One of the biggest cryptocurrency exchanges in the world, Binance, accepts payments in the form of Binance Coin (BNB). Binance Coin has grown since it was introduced in 2017, and it does more than just enable transactions on Binance’s exchange platform. It can be used for trading and processing payments. Additionally, it can be traded or converted into other cryptocurrencies like Ethereum or Bitcoin.
As a matter of interest, non-Bitcoin cryptocurrencies are collectively known as “altcoins” to distinguish them from the original.
Cryptocurrency is inherently risky. The same features that make it attractive contribute to its risk. Those who value the peer-to-peer concept and want to avoid “big finance” also need to understand that the lack of coordination and clarity on regulatory, financial, tax and legal treatment means crypto does not have the protection afforded other financial assets. Cryptocurrency investments are subject to far less regulatory protection than traditional financial products like stocks, bonds, and mutual funds. And, unlike government-backed money, the value of virtual currencies is driven entirely by supply and demand. This contributes to the extreme volatility seen in the crypto market and can result in both significant gains and big losses.
Cryptocurrency is favoured by cybercriminals making ransom demands because assets are hidden and untraceable. There are also scams directly related to cryptocurrency, and this type of crime is on the increase. These include: fake websites which feature bogus testimonials and promise attractive, guaranteed returns for continued investment; virtual Ponzi schemes where cryptocurrency criminals promote non-existent opportunities to invest in digital currencies and purport to pay huge returns by paying off old investors with new investors’ money; and “celebrity” endorsements, in which scammers impersonate well-known names and promise to increase the victim’s investment in the cryptocurrency but instead steal the funds sent to purchase the crypto. One of the saddest scams takes advantage of those looking for love online. Con artists (usually men) persuade people (usually women) they match with on dating apps to invest in cryptocurrency.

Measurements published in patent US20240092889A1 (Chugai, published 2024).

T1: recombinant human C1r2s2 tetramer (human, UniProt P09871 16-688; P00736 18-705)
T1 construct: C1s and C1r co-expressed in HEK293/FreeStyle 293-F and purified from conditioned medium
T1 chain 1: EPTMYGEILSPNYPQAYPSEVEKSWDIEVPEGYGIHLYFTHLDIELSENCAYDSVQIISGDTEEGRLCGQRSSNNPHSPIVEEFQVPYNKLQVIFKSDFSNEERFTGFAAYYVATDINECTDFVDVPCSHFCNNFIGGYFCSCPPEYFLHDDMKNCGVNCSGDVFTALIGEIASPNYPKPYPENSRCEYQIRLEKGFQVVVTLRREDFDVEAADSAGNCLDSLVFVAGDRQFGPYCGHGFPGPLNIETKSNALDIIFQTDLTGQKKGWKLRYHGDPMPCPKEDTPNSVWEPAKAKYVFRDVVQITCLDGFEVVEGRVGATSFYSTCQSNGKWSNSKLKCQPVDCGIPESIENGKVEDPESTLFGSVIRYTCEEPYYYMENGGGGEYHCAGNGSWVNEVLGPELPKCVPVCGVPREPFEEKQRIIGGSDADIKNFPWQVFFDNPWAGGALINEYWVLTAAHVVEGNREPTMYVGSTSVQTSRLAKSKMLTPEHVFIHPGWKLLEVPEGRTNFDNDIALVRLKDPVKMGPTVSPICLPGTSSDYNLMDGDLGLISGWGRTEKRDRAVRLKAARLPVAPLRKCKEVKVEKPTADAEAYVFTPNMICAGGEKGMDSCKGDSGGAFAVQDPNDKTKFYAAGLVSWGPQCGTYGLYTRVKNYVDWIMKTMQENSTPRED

Lastly, crypto, like any online activity, is subject to hacking, where cybercriminals break into digital wallets and steal the cryptocurrency. The blockchain technology that underpins cryptocurrency is secure, and crypto is not easy to hack into. But it is not unhackable. It is also not immune from human error. Password amnesia can mean the loss of all one’s cryptocurrency.
Benefits of cryptocurrency
Despite the risk, there are benefits to cryptocurrency. It is easy to move and store. It is internationally available. It is governed, or rather ungoverned, by multiple jurisdictions. Brokers are unregulated, making it more accessible. However, this last point is being addressed by the South African Reserve Bank at present. The biggest benefit in the African context is that it is available to anyone with an internet connection, which potentially makes it a useful tool for the half a billion unbanked in sub-Saharan Africa. (Data from the World Bank shows that around 45% of people living in sub-Saharan Africa don’t have access to a bank account, which equates to almost half a billion people excluded from financial services.) However, crypto needs to be purchased initially and loaded into a digital wallet with tangible funds, usually a debit card or electronic fund transfer (EFT). A credit card may also be used but crypto purchases with credit cards are considered risky. Some exchanges and some credit card providers don’t support them. This hurdle needs to be overcome and some of the risks mitigated before cryptocurrency can be considered a viable solution for the unbanked.
For more information
SD Law is a firm of experienced attorneys based in Cape Town, with offices in Johannesburg and Durban. If you want to know more about cryptocurrency, or need assistance with other digital concerns, including compliance with POPIA, cyberbullying and cybercrime, call Simon on 086 099 5146 or email email@example.com.
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The information on this website is provided to assist the reader with a general understanding of the law. While we believe the information to be factually accurate, and have taken care in our preparation of these pages, these articles cannot and do not take individual circumstances into account and are not a substitute for personal legal advice. If you have a legal matter that concerns you, please consult a qualified attorney. Simon Dippenaar & Associates takes no responsibility for any action you may take as a result of reading the information contained herein (or the consequences thereof), in the absence of professional legal advice.